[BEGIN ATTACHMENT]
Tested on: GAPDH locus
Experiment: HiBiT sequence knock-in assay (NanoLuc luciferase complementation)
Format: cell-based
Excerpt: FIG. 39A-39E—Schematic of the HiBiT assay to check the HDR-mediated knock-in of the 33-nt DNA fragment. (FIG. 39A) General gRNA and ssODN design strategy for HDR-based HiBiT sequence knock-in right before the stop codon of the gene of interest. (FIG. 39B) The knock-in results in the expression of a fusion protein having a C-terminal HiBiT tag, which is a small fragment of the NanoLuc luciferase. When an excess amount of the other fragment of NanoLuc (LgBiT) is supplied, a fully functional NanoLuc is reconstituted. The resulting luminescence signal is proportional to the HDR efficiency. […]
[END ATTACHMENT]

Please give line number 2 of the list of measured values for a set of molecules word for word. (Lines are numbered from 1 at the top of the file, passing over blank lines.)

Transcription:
Experiment: HiBiT sequence knock-in assay (NanoLuc luciferase complementation)